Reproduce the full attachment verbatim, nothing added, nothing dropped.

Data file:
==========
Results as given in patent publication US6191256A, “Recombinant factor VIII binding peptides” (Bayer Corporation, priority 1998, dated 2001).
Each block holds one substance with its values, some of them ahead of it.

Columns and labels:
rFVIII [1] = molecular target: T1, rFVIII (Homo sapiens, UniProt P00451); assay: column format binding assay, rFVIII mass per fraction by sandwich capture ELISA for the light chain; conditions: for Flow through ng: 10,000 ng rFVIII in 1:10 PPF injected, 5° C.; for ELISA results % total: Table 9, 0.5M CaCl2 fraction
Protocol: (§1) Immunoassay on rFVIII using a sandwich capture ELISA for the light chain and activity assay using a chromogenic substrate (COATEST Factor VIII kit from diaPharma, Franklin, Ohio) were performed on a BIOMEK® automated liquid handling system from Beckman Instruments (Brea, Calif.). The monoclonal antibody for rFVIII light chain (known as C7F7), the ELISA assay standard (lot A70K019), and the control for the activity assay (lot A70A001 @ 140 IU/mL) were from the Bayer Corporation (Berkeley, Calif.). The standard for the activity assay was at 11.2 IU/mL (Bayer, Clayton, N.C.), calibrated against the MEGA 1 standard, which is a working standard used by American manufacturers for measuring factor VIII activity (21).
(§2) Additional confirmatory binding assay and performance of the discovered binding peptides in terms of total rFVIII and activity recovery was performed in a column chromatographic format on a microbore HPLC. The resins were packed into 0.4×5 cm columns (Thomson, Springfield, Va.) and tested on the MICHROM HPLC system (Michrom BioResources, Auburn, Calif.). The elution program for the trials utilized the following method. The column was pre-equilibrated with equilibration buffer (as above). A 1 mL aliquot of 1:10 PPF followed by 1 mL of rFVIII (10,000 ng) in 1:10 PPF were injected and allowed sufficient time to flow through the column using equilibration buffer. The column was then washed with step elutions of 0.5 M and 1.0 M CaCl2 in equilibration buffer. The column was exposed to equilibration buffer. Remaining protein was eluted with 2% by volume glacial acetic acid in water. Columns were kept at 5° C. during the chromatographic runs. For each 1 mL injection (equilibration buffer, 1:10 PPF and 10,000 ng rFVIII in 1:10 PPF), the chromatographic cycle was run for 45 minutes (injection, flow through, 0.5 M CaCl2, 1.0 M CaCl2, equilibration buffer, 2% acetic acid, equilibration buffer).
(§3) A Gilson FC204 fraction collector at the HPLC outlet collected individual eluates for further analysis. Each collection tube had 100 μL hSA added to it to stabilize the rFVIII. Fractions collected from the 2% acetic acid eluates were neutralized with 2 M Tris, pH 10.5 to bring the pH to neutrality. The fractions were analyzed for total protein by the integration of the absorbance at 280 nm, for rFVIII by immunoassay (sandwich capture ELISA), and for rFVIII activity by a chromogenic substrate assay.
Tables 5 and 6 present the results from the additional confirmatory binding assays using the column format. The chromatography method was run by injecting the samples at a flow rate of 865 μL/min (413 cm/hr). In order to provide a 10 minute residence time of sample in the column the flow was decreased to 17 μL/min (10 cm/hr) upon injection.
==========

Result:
Results as given in patent publication US6191256A, “Recombinant factor VIII binding peptides” (Bayer Corporation, priority 1998, dated 2001).
Each block holds one substance with its values, some of them ahead of it.

Columns and labels:
rFVIII [1] = molecular target: T1, rFVIII (Homo sapiens, UniProt P00451); assay: column format binding assay, rFVIII mass per fraction by sandwich capture ELISA for the light chain; conditions: for Flow through ng: 10,000 ng rFVIII in 1:10 PPF injected, 5° C.; for ELISA results % total: Table 9, 0.5M CaCl2 fraction
Protocol: (§1) Immunoassay on rFVIII using a sandwich capture ELISA for the light chain and activity assay using a chromogenic substrate (COATEST Factor VIII kit from diaPharma, Franklin, Ohio) were performed on a BIOMEK® automated liquid handling system from Beckman Instruments (Brea, Calif.). The monoclonal antibody for rFVIII light chain (known as C7F7), the ELISA assay standard (lot A70K019), and the control for the activity assay (lot A70A001 @ 140 IU/mL) were from the Bayer Corporation (Berkeley, Calif.). The standard for the activity assay was at 11.2 IU/mL (Bayer, Clayton, N.C.), calibrated against the MEGA 1 standard, which is a working standard used by American manufacturers for measuring factor VIII activity (21).
(§2) Additional confirmatory binding assay and performance of the discovered binding peptides in terms of total rFVIII and activity recovery was performed in a column chromatographic format on a microbore HPLC. The resins were packed into 0.4×5 cm columns (Thomson, Springfield, Va.) and tested on the MICHROM HPLC system (Michrom BioResources, Auburn, Calif.). The elution program for the trials utilized the following method. The column was pre-equilibrated with equilibration buffer (as above). A 1 mL aliquot of 1:10 PPF followed by 1 mL of rFVIII (10,000 ng) in 1:10 PPF were injected and allowed sufficient time to flow through the column using equilibration buffer. The column was then washed with step elutions of 0.5 M and 1.0 M CaCl2 in equilibration buffer. The column was exposed to equilibration buffer. Remaining protein was eluted with 2% by volume glacial acetic acid in water. Columns were kept at 5° C. during the chromatographic runs. For each 1 mL injection (equilibration buffer, 1:10 PPF and 10,000 ng rFVIII in 1:10 PPF), the chromatographic cycle was run for 45 minutes (injection, flow through, 0.5 M CaCl2, 1.0 M CaCl2, equilibration buffer, 2% acetic acid, equilibration buffer).
(§3) A Gilson FC204 fraction collector at the HPLC outlet collected individual eluates for further analysis. Each collection tube had 100 μL hSA added to it to stabilize the rFVIII. Fractions collected from the 2% acetic acid eluates were neutralized with 2 M Tris, pH 10.5 to bring the pH to neutrality. The fractions were analyzed for total protein by the integration of the absorbance at 280 nm, for rFVIII by immunoassay (sandwich capture ELISA), and for rFVIII activity by a chromogenic substrate assay.
Tables 5 and 6 present the results from the additional confirmatory binding assays using the column format. The chromatography method was run by injecting the samples at a flow rate of 865 μL/min (413 cm/hr). In order to provide a 10 minute residence time of sample in the column the flow was decreased to 17 μL/min (10 cm/hr) upon injection.